LD13 is a new German and New York City-based luxury brand. Under the direction of Creative Director Lisa Deurer, the brand focuses on craftsmanship, farm-to-wardrobe production, and a fully transparent supply chain. It aims to express individualism, encourage a culture of respect, and embrace imperfection. LD13 debuted its latest personality-driven commercial and high fashion pieces at New York and Paris Fashion Weeks with independent designer collective Flying Solo.
I talked to Lisa Deur about sustainability in fashion. She says based on first-hand experience, fashion is one of the most polluting industries in the world.
“The industry still produces and consumes at a rate that exploits our resources globally. It promotes a fast fashion cycle based on trends, creating piles after piles each week in Brooklyn’s warehouses with throw-away ‘second-hand clothes’ while also paying their workforce the bare minimum,” Deur says.
After visiting a landfill in 2019 in Pennsylvania while still a fashion student at Parsons School of Design, she observed a mountain of thrown-away clothes. “Back then, I already asked myself the question, how do we want to be remembered?”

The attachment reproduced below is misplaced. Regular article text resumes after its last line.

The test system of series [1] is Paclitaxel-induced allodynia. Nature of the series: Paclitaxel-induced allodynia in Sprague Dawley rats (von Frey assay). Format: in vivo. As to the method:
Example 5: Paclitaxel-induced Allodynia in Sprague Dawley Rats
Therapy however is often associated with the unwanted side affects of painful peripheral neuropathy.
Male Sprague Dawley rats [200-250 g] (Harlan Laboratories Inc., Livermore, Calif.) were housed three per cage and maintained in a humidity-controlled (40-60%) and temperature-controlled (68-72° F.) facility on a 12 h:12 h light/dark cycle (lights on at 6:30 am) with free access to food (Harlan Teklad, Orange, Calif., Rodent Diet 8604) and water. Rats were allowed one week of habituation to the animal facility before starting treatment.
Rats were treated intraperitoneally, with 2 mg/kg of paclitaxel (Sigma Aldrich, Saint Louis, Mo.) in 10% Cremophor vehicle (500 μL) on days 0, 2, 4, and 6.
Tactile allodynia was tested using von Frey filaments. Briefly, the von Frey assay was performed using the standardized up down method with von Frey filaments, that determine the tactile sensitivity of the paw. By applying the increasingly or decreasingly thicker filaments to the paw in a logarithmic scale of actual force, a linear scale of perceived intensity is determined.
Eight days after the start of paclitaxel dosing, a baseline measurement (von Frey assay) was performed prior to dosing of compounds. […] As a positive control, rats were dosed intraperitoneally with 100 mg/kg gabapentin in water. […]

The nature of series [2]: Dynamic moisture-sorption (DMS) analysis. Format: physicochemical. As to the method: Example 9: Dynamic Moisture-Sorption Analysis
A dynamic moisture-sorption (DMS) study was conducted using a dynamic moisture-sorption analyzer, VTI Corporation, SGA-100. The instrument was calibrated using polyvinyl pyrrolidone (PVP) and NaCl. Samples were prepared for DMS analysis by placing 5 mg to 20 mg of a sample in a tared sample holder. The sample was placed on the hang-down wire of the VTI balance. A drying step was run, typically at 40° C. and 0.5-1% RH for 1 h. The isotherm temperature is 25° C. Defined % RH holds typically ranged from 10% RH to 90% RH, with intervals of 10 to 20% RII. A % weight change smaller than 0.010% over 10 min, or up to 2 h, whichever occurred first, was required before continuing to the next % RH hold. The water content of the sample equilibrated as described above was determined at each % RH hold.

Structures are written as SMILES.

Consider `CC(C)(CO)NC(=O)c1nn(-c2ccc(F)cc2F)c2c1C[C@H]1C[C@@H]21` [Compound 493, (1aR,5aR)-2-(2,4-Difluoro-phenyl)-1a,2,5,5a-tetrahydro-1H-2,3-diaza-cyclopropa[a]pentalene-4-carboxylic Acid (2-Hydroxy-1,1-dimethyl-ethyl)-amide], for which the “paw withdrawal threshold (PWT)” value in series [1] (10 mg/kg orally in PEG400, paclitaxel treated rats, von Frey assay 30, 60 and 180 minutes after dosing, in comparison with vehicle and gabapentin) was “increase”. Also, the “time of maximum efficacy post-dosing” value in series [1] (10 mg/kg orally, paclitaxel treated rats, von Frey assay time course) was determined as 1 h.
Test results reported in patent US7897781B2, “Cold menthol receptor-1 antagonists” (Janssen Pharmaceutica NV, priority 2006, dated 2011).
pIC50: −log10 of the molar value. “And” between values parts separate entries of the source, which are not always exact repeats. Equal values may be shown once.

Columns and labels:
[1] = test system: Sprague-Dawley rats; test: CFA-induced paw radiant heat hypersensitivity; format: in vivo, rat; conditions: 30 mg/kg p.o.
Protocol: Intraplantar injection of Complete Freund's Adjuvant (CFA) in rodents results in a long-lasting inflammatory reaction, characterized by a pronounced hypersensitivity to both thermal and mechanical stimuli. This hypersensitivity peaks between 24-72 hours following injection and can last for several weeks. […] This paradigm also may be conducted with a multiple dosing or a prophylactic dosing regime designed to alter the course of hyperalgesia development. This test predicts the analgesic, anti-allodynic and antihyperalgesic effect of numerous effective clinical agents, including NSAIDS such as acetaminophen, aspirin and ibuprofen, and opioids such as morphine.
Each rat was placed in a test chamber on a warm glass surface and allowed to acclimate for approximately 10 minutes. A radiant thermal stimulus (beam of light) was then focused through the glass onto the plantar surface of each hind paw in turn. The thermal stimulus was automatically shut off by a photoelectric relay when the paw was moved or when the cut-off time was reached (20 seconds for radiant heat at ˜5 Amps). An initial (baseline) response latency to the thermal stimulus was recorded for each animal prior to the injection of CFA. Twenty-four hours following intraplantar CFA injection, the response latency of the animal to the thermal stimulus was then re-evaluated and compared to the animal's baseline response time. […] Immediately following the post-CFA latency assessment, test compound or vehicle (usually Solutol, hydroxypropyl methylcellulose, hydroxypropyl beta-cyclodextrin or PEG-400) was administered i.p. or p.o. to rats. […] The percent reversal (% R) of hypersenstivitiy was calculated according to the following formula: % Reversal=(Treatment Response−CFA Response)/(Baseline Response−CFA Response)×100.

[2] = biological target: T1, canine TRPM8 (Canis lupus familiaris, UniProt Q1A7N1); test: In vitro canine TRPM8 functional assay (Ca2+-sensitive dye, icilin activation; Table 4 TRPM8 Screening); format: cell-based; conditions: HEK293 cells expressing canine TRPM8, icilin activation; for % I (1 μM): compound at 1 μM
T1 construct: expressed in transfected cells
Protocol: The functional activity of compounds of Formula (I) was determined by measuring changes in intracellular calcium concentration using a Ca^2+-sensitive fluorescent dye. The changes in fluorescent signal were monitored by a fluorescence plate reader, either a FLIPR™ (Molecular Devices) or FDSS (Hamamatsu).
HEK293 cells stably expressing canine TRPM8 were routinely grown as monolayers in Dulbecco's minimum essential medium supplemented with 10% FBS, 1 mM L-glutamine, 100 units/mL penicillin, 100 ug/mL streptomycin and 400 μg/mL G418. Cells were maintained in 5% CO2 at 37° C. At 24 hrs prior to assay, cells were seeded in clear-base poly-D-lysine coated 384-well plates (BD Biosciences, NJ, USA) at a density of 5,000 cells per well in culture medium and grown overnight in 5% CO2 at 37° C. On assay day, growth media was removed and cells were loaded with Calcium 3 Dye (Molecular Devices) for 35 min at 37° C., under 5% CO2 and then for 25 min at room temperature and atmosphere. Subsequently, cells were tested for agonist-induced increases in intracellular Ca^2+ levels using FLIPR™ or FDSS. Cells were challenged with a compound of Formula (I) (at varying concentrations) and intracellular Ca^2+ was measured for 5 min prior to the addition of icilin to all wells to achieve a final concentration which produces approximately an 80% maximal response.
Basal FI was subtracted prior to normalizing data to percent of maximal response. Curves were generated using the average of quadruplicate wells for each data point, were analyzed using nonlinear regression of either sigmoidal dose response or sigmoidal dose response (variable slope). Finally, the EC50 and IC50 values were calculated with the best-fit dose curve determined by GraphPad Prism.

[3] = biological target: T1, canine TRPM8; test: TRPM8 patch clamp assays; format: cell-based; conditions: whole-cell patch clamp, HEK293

After graduating from fashion school, Deur started her avant-garde brand LD13, which envisions a world where luxury in fashion doesn’t express excess but rather heritage, art of the craft, and transparent supply chains.
LD13 believes in smaller collections, primary colors not based on trends, a like-minded community, numbered pieces, and high-quality crafted products to create a less pollutant fashion brand in the future.
“I am convinced that the LD13 Wardrobe and our innovation in sustainability allow exchanging ideas to inspire our society with new Farm to Fashion approaches. Be it in Europe or the States, we take pride in our transparent wool supply chain and our collaboration with craftspeople: we know the sheep whose wool we use and the people who produce our fabrics and create our garments. LD13 clothes are not based on trends and fast fashion; they are non-seasonal and last through generations. We want to be remembered for and develop products that are worth being made together with people who care about sustainability, heritage, diversity, and craftsmanship,” Deur says.
Videographer Lisa Maslovskaya interviewed Lisa Deur for Urban Watch at LD13’s studio in Brooklyn. Watch the video here.